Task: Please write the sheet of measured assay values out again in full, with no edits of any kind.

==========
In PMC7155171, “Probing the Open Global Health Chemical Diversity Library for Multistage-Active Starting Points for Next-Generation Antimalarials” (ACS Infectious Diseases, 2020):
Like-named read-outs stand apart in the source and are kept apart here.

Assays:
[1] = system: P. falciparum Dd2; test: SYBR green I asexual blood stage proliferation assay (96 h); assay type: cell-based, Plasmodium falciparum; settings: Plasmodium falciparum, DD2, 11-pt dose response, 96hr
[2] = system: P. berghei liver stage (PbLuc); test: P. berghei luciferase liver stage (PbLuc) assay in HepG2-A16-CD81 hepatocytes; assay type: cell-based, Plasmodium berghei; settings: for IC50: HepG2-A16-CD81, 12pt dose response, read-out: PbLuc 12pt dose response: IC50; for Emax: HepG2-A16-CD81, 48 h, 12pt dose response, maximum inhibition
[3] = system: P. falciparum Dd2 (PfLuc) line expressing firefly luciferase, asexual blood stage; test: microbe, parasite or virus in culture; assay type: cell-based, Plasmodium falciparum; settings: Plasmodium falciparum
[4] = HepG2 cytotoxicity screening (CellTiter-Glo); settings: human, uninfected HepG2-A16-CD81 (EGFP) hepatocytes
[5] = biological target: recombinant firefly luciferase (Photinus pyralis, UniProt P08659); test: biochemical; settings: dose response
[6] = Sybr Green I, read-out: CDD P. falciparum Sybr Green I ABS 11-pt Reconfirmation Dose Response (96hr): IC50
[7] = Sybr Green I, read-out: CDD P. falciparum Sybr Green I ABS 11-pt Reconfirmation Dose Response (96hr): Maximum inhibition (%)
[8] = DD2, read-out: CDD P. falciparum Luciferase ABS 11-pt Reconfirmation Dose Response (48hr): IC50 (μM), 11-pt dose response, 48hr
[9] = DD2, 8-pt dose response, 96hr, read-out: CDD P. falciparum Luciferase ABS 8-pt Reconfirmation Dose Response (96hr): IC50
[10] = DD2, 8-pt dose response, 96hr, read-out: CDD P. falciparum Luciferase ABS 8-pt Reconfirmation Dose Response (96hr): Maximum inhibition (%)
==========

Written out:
In PMC7155171, “Probing the Open Global Health Chemical Diversity Library for Multistage-Active Starting Points for Next-Generation Antimalarials” (ACS Infectious Diseases, 2020):
Like-named read-outs stand apart in the source and are kept apart here.

Assays:
[1] = system: P. falciparum Dd2; test: SYBR green I asexual blood stage proliferation assay (96 h); assay type: cell-based, Plasmodium falciparum; settings: Plasmodium falciparum, DD2, 11-pt dose response, 96hr
[2] = system: P. berghei liver stage (PbLuc); test: P. berghei luciferase liver stage (PbLuc) assay in HepG2-A16-CD81 hepatocytes; assay type: cell-based, Plasmodium berghei; settings: for IC50: HepG2-A16-CD81, 12pt dose response, read-out: PbLuc 12pt dose response: IC50; for Emax: HepG2-A16-CD81, 48 h, 12pt dose response, maximum inhibition
[3] = system: P. falciparum Dd2 (PfLuc) line expressing firefly luciferase, asexual blood stage; test: microbe, parasite or virus in culture; assay type: cell-based, Plasmodium falciparum; settings: Plasmodium falciparum
[4] = HepG2 cytotoxicity screening (CellTiter-Glo); settings: human, uninfected HepG2-A16-CD81 (EGFP) hepatocytes
[5] = biological target: recombinant firefly luciferase (Photinus pyralis, UniProt P08659); test: biochemical; settings: dose response
[6] = Sybr Green I, read-out: CDD P. falciparum Sybr Green I ABS 11-pt Reconfirmation Dose Response (96hr): IC50
[7] = Sybr Green I, read-out: CDD P. falciparum Sybr Green I ABS 11-pt Reconfirmation Dose Response (96hr): Maximum inhibition (%)
[8] = DD2, read-out: CDD P. falciparum Luciferase ABS 11-pt Reconfirmation Dose Response (48hr): IC50 (μM), 11-pt dose response, 48hr
[9] = DD2, 8-pt dose response, 96hr, read-out: CDD P. falciparum Luciferase ABS 8-pt Reconfirmation Dose Response (96hr): IC50
[10] = DD2, 8-pt dose response, 96hr, read-out: CDD P. falciparum Luciferase ABS 8-pt Reconfirmation Dose Response (96hr): Maximum inhibition (%)